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THEMIS: Ticagrelor an option for selected T2DM patients with stable CAD

Christina Lau
02 Sep 2019
Prof Deepak Bhatt, ©European Society of Cardiology 2019

In patients with type 2 diabetes mellitus (T2DM) and stable coronary artery disease (CAD) without prior MI or stroke, ticagrelor plus low-dose aspirin significantly reduces ischaemic cardiovascular (CV) events vs aspirin alone, at the expense of increased major bleeding, with a favourable net clinical benefit observed in those with a history of percutaneous coronary intervention (PCI).

These results, from the phase III THEMIS and THEMIS-PCI trials presented at the European Society of Cardiology (ESC) Congress 2019 and World Congress of Cardiology (WCC) 2019, indicate that long-term therapy with ticagrelor plus aspirin would likely be of benefit for the subgroup of patients with high ischaemic risk and low bleeding risk who have previously tolerated dual antiplatelet therapy (DAPT) without bleeding complications, the investigators suggested.

The THEMIS trial included 19,220 patients (median age, 66 years) with T2DM who had been on antihyperglycaemic medications for ≥6 months and had stable CAD (ie, history of PCI, coronary artery bypass graft, or angiographic stenosis ≥50 percent in ≥1 coronary artery). Patients with known prior MI or stroke were excluded. [N Engl J Med 2019, doi: 10.1056/NEJMoa1908077]

The patients, recruited from 42 countries in North America, South America, Asia, Africa, Australia and Europe, were randomized 1:1 to receive low-dose aspirin (75–150 mg) plus ticagrelor or placebo. Ticagrelor was initially given at a dose of 90 mg BID, and subsequently at 60 mg BID based on tolerability data from the PEGASUS-TIMI 54 trial.

“Results of THEMIS showed a significantly lower incidence of the primary composite outcome of CV death, MI or stroke in the ticagrelor vs placebo group after a median follow-up of 39.9 months,” reported co-principal investigator Professor Deepak Bhatt of the Brigham and Women’s Hospital and Harvard Medical School in Boston, Massachusetts, US.

At 36 months, the incidence of the primary efficacy outcome was 7.7 percent for ticagrelor vs 8.5 percent for placebo (hazard ratio [HR], 0.90; 95 percent confidence interval [CI], 0.81 to 0.99; p=0.04).

“However, the reduction in major ischaemic CV events was somewhat counterbalanced by a significant increase in Thrombolysis in Myocardial Infarction [TIMI] major bleeding, the primary safety outcome of the trial,” noted Bhatt.

The rate of TIMI major bleeding was 2.2 percent in the ticagrelor group vs 1 percent in the placebo group (HR, 2.32; 95 percent CI, 1.82 to 2.94; p<0.001). The rate of fatal bleeding was, however, not significantly different between the two groups (0.2 percent vs 0.1 percent; HR, 1.90; 95 percent CI, 0.87 to 4.15; p=0.11).

“In the prespecified subgroup patients with a history of PCI [n=11,154; 58 percent), the net clinical benefit of ticagrelor plus aspirin was more favourable,” said Professor Gabriel Steg of Hospital Bichat, Paris, France, senior author of the THEMIS-PCI trial. [Lancet 2019, doi: 10.1016/S0140-6736(19)31887-2]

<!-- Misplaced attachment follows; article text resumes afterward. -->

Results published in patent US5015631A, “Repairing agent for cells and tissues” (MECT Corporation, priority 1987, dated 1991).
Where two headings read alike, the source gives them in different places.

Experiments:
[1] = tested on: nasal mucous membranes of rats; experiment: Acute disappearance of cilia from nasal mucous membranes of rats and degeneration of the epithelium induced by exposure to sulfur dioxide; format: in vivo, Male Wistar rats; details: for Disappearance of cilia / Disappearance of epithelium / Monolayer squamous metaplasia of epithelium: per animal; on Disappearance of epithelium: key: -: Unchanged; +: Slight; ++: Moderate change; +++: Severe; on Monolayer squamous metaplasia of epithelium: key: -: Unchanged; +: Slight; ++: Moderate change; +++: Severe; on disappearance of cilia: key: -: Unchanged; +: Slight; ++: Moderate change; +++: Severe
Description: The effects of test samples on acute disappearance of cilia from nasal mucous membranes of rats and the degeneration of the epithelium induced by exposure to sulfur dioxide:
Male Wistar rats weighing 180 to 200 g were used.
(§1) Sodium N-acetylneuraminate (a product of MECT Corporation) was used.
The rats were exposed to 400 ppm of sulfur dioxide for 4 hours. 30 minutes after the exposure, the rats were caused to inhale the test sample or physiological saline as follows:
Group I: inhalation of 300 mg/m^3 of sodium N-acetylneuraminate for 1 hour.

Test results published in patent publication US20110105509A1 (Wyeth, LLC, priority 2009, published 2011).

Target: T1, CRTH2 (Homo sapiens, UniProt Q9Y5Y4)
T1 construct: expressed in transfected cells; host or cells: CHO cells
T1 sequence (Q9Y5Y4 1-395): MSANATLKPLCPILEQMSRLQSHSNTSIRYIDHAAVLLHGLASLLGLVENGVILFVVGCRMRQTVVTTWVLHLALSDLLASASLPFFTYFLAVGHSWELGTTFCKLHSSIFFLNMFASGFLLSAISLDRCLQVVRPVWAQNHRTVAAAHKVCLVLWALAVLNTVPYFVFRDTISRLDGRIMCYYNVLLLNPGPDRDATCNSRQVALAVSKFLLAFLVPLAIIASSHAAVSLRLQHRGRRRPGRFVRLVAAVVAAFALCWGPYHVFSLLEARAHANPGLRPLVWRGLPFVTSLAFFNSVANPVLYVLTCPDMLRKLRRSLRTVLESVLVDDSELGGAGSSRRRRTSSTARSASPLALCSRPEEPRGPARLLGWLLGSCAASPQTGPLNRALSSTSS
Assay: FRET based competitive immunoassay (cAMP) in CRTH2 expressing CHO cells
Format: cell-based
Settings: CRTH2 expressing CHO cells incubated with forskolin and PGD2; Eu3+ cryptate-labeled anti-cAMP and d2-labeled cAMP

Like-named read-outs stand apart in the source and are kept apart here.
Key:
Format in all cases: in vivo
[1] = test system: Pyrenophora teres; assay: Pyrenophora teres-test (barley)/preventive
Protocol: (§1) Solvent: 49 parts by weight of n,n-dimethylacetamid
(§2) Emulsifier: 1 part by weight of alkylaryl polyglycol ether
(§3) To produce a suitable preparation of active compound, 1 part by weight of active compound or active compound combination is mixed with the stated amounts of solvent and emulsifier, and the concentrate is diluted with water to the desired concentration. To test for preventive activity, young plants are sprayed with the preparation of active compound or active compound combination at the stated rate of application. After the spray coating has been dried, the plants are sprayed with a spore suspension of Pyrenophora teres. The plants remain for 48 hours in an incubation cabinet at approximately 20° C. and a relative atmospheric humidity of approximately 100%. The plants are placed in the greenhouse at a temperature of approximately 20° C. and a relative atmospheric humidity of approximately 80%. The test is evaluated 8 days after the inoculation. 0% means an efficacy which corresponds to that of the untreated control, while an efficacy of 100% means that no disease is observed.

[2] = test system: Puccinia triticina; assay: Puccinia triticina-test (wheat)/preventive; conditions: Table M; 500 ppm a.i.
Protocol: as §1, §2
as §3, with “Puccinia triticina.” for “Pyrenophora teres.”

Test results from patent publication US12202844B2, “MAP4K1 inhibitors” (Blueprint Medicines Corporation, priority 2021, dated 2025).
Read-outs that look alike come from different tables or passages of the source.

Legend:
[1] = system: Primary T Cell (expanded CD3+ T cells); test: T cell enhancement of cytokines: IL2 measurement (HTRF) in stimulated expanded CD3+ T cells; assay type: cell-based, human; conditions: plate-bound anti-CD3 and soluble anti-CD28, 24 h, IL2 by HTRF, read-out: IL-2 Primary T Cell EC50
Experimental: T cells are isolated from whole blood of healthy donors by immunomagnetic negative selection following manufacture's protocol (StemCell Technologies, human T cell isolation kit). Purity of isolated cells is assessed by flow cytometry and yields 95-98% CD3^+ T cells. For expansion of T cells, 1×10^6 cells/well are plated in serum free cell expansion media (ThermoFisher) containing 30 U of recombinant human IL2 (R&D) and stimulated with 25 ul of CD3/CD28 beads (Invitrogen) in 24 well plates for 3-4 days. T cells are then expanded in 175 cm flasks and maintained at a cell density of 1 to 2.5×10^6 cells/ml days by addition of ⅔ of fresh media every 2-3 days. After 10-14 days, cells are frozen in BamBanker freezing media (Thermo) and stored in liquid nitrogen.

In this subgroup of patients with a history of PCI, the relative risk reduction in CV death, MI or stroke was 15 percent (95 percent CI, 0.74 to 0.97; p=0.013) with ticagrelor vs placebo, compared with 2 percent (95 percent CI, 0.84 to 1.14; p=0.76) in those without a history of PCI.

TIMI major bleeding occurred in 2.0 percent vs 1.1 percent of PCI-treated patients in the ticagrelor and placebo groups (HR, 2.03; 95 percent CI, 1.48 to 2.76; p<0.0001), and in 2.4 percent vs 1 percent of patients without a history of PCI (HR, 2.79; 95 percent CI, 1.91 to 4.06; p<0.0001) (pinteraction; 0.20). The HR for fatal bleeding was 1.13 (95 percent CI, 0.36 to 3.50; p=0.83) in patients with a history of PCI compared with 3.04 (95 percent CI, 0.97 to 9.55; p=0.057) in those without a history of PCI (pinteraction=0.22).

“Ticagrelor significantly improved the net clinical benefit of irreversible harm, in terms of all-cause mortality, MI, stroke, and fatal bleeding or intracranial haemorrhage, in patients with a history of PCI [HR, 0.85; 95 percent CI, 0.75 to 0.95; p=0.0052],” reported Steg. “In these patients, 15.6 ischaemic events were prevented by the use of ticagrelor plus aspirin at the expense of 0.5 bleeding events. 

“In contrast, no net clinical benefit with ticagrelor plus aspirin was observed in patients without a history of PCI [HR, 1.06; 95 percent CI, 0.93 to 1.21; p=0.39] [pinteraction=0.012],” he noted.

“These results suggest that long-term therapy with ticagrelor plus aspirin may be considered in patients with T2DM and a history of PCI who have tolerated antiplatelet therapy and have high ischaemic risk and low bleeding risk,” Steg concluded.

Of note, high rates of permanent treatment discontinuation were observed in both THEMIS (34.5 percent for ticagrelor vs 25.4 percent for placebo) and THEMIS-PCI (34.8 percent vs 25.7 percent). On-treatment analyses revealed HRs for the primary efficacy endpoint of 0.81 (95 percent CI, 0.71 to 0.92; p=0.001) and 0.73 (95 percent CI, 0.62 to 0.87; p=0.0003), respectively.

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